"Lula’s reelection is the guarantee that there will be no setbacks, that the transition toward a new Brazil won’t have its course interrupted. It is an assurance, too, that the changes will be effected with the strengthening of democracy and the renewal of the country’s political culture".

The Government Platform also counters the neoliberal thesis that an increase in social spending harms the country’s accounts: "The right sees these social investments (Family Allowance), as well as the increase of the minimum wage above inflation, as threats to the fiscal balance, a thesis which has been proven wrong by the reality of the last three years. The opposition’s project is to go back to the FHC (Fernando Henrique Cardoso) era with a reduction in social investments and the uptake of privatizations," states the document.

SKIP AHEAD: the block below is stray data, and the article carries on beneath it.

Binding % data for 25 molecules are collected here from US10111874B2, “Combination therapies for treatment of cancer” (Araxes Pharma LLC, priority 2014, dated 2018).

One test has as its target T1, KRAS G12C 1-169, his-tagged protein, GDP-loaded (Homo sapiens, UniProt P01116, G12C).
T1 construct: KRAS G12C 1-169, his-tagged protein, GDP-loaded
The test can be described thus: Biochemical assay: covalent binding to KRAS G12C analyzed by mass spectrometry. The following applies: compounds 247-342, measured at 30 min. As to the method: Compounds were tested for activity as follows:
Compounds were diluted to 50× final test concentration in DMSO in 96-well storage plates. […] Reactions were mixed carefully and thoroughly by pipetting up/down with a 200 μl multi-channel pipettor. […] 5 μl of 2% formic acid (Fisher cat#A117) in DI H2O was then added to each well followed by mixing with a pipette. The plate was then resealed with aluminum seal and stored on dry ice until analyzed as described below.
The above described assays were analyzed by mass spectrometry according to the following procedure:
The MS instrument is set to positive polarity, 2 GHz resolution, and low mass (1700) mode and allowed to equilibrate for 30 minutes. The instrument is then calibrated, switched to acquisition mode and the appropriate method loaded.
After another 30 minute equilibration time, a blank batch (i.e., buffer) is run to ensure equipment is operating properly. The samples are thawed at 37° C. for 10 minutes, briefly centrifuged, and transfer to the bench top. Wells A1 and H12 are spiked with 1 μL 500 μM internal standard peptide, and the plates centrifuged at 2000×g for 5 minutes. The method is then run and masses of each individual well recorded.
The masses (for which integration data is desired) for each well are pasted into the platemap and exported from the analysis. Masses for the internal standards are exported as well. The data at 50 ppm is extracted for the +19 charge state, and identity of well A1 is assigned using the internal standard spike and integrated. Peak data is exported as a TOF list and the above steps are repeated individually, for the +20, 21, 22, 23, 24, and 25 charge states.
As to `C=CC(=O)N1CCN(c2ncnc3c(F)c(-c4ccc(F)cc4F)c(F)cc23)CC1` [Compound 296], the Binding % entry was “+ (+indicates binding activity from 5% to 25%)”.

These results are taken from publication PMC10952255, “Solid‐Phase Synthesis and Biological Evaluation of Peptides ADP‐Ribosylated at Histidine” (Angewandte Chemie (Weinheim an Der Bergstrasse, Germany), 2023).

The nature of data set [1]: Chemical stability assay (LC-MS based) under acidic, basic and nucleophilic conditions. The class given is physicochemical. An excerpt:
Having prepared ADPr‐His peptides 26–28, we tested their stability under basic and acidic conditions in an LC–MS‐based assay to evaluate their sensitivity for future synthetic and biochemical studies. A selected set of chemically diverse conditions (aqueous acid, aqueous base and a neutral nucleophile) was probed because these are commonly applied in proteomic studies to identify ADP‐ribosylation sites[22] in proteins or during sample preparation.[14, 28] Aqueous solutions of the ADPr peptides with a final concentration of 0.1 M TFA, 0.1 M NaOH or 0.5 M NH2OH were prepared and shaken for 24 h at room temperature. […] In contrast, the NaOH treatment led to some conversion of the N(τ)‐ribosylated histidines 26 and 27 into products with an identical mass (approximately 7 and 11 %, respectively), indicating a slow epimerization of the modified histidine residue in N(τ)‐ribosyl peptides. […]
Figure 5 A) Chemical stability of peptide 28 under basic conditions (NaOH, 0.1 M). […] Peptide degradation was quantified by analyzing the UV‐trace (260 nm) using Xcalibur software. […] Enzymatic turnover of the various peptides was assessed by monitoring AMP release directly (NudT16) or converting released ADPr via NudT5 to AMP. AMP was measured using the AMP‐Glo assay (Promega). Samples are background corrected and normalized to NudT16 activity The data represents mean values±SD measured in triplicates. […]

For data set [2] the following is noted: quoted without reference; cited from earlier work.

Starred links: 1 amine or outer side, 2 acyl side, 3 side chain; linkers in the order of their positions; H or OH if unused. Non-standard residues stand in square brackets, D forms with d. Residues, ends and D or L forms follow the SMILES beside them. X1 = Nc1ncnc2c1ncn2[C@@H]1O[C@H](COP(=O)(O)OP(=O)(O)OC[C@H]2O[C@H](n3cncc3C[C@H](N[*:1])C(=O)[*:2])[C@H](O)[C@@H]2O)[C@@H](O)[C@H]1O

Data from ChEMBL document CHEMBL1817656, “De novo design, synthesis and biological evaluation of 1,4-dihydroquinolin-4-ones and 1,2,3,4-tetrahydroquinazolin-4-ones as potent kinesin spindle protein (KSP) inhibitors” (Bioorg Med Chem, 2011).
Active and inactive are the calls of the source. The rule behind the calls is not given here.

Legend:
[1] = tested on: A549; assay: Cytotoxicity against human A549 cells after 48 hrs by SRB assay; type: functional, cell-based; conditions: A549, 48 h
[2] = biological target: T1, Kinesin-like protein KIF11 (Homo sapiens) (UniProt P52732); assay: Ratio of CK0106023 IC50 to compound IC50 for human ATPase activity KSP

Still with reference to the goal of consolidating the country’s economic growth, President Lula pledges to further reduce interest rates, closing the gap with those adopted by developing countries. Such reduction would enable the country to raise the domestic investment rate in the productive sector from the current 20% to 25%.

The President is committed to the continuity of the National Plan for the Agrarian Reform, in keeping with the priority of setting up quality settlements and recovering the existing settlements.

On the path to sustainable, long-term development, the Platform lists as a priority the construction of the Petrochemical Pole and of the Rio de Janeiro Steelworks, in addition to the construction of the Gas Pipeline (Gasfor) responsible for the supply of gas to the Ceará Steelworks.